Date of Award

Fall 2021

Degree Type



Public Health

Director of Thesis

Abbi Lane-Cordova, Ph.D

Second Reader

Xuewen Wang, Ph.D


Background: The purpose of this analysis was to investigate the effects of differing breastfeeding duration on vascular function.

Methods: A study was designed to explore the breastfeeding patterns of 79 participants who delivered a singleton fetus 6 months-3 years ago and were aged 18-45 years old. Participant breastfeeding and dietary habits were self-reported using surveys. Breastfeeding groups were established by following the American Association of Pediatric guidelines on breastfeeding duration: Women who did versus did not breastfeeding for 6 months continuously. Blood pressure was measured using a standard oscillometric cuff, while SphygmoCor® technology was used to measure pulse wave velocity. PWV, BSP, and BDP were regressed against breastfeeding status (Y/N) to observe any association between the variables, adjusting for potential covariates. Correlations between breastfeeding duration and vascular function were analyzed.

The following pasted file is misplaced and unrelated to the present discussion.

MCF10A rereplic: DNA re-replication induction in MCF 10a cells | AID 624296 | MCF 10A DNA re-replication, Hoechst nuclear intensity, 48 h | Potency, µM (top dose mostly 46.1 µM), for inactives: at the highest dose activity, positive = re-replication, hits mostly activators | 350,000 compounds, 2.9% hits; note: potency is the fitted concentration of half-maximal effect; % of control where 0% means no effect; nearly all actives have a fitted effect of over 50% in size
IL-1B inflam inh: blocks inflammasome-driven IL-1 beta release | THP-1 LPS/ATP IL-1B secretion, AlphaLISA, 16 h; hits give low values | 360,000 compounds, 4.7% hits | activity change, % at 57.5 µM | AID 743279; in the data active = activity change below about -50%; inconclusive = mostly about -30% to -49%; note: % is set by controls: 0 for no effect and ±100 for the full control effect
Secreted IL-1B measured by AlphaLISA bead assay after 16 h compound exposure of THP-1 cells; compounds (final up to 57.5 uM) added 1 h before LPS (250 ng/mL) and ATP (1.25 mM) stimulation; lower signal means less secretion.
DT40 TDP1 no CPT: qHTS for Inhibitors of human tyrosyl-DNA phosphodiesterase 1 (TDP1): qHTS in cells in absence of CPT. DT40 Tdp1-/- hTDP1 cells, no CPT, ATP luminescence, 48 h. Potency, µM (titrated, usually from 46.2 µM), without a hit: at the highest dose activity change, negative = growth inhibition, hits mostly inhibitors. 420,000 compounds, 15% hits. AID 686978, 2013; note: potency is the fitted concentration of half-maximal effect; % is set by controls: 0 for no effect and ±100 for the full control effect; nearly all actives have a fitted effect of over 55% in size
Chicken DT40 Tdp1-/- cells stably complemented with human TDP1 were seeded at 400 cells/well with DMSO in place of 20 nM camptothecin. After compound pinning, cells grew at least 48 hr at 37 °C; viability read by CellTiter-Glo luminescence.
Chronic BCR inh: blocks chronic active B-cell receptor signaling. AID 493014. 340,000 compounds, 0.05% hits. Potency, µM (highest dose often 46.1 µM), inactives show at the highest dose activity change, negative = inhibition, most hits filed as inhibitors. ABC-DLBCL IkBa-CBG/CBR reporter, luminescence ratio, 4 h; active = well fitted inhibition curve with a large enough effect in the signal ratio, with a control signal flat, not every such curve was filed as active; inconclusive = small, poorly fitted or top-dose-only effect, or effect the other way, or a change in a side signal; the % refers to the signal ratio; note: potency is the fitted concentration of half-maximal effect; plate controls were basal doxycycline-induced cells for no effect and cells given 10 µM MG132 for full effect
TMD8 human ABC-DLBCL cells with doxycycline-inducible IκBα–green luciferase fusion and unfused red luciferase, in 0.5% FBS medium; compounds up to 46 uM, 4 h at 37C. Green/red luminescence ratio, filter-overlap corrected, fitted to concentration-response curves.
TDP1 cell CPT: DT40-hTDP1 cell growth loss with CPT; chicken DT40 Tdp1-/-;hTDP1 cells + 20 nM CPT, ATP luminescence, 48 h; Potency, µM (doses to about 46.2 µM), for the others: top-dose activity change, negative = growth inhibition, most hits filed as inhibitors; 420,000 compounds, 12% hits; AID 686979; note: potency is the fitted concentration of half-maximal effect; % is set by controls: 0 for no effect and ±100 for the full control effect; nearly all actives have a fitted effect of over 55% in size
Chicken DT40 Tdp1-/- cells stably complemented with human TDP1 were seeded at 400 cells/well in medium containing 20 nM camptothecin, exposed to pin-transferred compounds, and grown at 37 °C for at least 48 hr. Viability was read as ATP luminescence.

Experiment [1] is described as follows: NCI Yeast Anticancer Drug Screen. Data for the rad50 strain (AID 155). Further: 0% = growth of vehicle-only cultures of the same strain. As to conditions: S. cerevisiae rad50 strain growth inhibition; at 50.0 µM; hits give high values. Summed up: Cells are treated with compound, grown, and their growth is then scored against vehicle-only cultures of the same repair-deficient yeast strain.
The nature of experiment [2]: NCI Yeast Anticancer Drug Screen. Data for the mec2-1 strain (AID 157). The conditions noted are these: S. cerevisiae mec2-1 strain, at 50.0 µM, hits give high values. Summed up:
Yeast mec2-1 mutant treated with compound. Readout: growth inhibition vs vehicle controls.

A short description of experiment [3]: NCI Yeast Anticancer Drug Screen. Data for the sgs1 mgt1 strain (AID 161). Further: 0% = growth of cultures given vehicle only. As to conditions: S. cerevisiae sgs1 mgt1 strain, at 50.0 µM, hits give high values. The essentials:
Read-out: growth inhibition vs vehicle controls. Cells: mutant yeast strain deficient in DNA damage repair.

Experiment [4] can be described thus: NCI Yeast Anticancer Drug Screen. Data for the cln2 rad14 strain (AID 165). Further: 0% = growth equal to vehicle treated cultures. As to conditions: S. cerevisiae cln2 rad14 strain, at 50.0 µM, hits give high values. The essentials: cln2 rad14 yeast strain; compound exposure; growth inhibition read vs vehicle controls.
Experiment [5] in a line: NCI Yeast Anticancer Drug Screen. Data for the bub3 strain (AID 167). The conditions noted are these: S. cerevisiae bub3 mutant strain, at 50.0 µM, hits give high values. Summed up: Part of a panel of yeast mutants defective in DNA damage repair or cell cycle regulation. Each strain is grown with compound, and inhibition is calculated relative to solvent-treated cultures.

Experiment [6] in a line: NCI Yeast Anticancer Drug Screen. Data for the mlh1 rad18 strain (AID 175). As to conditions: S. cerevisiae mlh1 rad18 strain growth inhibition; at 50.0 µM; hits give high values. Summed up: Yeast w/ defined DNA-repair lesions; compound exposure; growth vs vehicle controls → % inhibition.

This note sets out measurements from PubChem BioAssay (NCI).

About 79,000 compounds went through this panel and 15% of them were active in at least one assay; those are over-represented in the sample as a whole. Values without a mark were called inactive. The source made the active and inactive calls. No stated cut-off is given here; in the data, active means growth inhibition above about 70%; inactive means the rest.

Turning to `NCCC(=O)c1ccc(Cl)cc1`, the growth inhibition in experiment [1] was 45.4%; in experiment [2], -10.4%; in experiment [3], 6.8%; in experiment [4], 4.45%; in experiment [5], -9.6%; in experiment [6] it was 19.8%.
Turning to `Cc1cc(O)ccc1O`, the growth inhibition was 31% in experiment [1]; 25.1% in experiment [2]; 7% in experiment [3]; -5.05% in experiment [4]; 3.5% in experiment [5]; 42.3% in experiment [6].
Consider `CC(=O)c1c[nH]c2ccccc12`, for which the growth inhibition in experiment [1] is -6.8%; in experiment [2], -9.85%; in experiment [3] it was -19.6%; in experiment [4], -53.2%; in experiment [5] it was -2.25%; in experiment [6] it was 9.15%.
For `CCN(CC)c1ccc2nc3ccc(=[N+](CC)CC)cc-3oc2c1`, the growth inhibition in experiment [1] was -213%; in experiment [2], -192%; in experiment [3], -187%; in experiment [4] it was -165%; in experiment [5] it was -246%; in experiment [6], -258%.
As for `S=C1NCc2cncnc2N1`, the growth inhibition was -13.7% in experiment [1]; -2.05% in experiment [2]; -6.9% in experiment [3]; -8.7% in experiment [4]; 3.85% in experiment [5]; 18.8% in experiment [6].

Results: Neither pulse wave velocity (PWV) nor brachial systolic or diastolic blood pressure (B-SP and B-DP) were related to breastfeeding duration in women 6 months – 3 years after delivery. Of the women who did not breastfeed for 6 months, the mean SBP was 115 mmHg, the mean DBP was 74 mmHg, and the mean pulse wave velocity was 5.87 m/s. Of women who did breastfeed for 6 months continuously, the mean SBP was 111 mmHg, the mean DBP was 71 mmHg, and the mean pulse wave velocity was 6 m/s. There was no difference in mean SBP (p=0.4240) or DBP (p=0.82) and arterial stiffness (p=0.4932) between breastfeeding groups.

The mean age of participants was found to be approximately 30 years for women who did not meet AAP guidelines, and 33 years for women who did meet AAP guidelines (p=0.0222). There was a statistically significant difference in BMI of women who did versus did not meet AAP guidelines (p=0.0383). Women who did not meet AAP guidelines were more likely to be African American (p=0.033).

Conclusion: No significant differences in arterial stiffness or blood pressure were found between women who did versus did not meet American Academy of Pediatrics guidelines for breastfeeding in their most recent births. As breastfeeding duration had been linked to longer term cardiometabolic outcomes, it is possible that differences in vascular function might emerge over mid-life, rather than 6 months to 3 years post pregnancy. Women who did not meet AAP guidelines were primarily younger, African American, and had a higher BMI. The results of this study call for further investigation.

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